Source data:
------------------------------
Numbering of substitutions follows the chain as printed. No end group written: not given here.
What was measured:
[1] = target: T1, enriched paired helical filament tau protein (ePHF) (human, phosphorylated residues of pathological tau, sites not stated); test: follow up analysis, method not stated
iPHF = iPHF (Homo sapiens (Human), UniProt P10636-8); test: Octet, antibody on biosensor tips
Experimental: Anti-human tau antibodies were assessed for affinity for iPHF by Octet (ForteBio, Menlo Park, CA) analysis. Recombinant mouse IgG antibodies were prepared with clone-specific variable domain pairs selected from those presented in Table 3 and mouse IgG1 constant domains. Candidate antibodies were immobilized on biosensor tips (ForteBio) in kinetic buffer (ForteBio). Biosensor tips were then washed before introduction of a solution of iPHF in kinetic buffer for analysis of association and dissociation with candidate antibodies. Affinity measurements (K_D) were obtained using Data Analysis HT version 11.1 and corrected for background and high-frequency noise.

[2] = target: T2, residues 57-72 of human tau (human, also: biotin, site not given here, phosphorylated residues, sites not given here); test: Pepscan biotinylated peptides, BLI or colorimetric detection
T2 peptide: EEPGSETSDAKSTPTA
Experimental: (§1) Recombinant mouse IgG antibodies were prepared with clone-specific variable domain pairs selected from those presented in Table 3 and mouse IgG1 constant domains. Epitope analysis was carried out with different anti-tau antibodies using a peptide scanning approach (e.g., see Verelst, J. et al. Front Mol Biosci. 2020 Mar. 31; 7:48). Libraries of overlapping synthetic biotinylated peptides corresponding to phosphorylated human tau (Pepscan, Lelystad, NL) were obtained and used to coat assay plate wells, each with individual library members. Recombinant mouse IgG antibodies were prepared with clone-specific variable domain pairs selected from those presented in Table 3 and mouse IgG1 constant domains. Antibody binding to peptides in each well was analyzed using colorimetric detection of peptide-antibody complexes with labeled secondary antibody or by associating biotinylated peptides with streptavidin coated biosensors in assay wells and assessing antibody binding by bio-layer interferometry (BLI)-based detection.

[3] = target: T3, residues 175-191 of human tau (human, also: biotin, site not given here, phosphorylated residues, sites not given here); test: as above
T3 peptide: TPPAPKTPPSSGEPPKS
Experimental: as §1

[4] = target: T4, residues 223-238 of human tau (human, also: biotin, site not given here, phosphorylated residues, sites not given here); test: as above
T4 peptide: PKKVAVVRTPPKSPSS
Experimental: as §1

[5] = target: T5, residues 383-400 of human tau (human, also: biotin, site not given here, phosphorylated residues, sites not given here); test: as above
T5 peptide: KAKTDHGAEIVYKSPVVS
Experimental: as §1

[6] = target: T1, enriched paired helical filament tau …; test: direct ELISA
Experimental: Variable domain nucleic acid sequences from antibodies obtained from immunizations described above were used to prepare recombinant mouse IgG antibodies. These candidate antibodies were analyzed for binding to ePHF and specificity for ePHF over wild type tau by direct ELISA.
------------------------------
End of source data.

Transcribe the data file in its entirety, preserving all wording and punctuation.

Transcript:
Numbering of substitutions follows the chain as printed. No end group written: not given here.
What was measured:
[1] = target: T1, enriched paired helical filament tau protein (ePHF) (human, phosphorylated residues of pathological tau, sites not stated); test: follow up analysis, method not stated
iPHF = iPHF (Homo sapiens (Human), UniProt P10636-8); test: Octet, antibody on biosensor tips
Experimental: Anti-human tau antibodies were assessed for affinity for iPHF by Octet (ForteBio, Menlo Park, CA) analysis. Recombinant mouse IgG antibodies were prepared with clone-specific variable domain pairs selected from those presented in Table 3 and mouse IgG1 constant domains. Candidate antibodies were immobilized on biosensor tips (ForteBio) in kinetic buffer (ForteBio). Biosensor tips were then washed before introduction of a solution of iPHF in kinetic buffer for analysis of association and dissociation with candidate antibodies. Affinity measurements (K_D) were obtained using Data Analysis HT version 11.1 and corrected for background and high-frequency noise.

[2] = target: T2, residues 57-72 of human tau (human, also: biotin, site not given here, phosphorylated residues, sites not given here); test: Pepscan biotinylated peptides, BLI or colorimetric detection
T2 peptide: EEPGSETSDAKSTPTA
Experimental: (§1) Recombinant mouse IgG antibodies were prepared with clone-specific variable domain pairs selected from those presented in Table 3 and mouse IgG1 constant domains. Epitope analysis was carried out with different anti-tau antibodies using a peptide scanning approach (e.g., see Verelst, J. et al. Front Mol Biosci. 2020 Mar. 31; 7:48). Libraries of overlapping synthetic biotinylated peptides corresponding to phosphorylated human tau (Pepscan, Lelystad, NL) were obtained and used to coat assay plate wells, each with individual library members. Recombinant mouse IgG antibodies were prepared with clone-specific variable domain pairs selected from those presented in Table 3 and mouse IgG1 constant domains. Antibody binding to peptides in each well was analyzed using colorimetric detection of peptide-antibody complexes with labeled secondary antibody or by associating biotinylated peptides with streptavidin coated biosensors in assay wells and assessing antibody binding by bio-layer interferometry (BLI)-based detection.

[3] = target: T3, residues 175-191 of human tau (human, also: biotin, site not given here, phosphorylated residues, sites not given here); test: as above
T3 peptide: TPPAPKTPPSSGEPPKS
Experimental: as §1

[4] = target: T4, residues 223-238 of human tau (human, also: biotin, site not given here, phosphorylated residues, sites not given here); test: as above
T4 peptide: PKKVAVVRTPPKSPSS
Experimental: as §1

[5] = target: T5, residues 383-400 of human tau (human, also: biotin, site not given here, phosphorylated residues, sites not given here); test: as above
T5 peptide: KAKTDHGAEIVYKSPVVS
Experimental: as §1

[6] = target: T1, enriched paired helical filament tau …; test: direct ELISA
Experimental: Variable domain nucleic acid sequences from antibodies obtained from immunizations described above were used to prepare recombinant mouse IgG antibodies. These candidate antibodies were analyzed for binding to ePHF and specificity for ePHF over wild type tau by direct ELISA.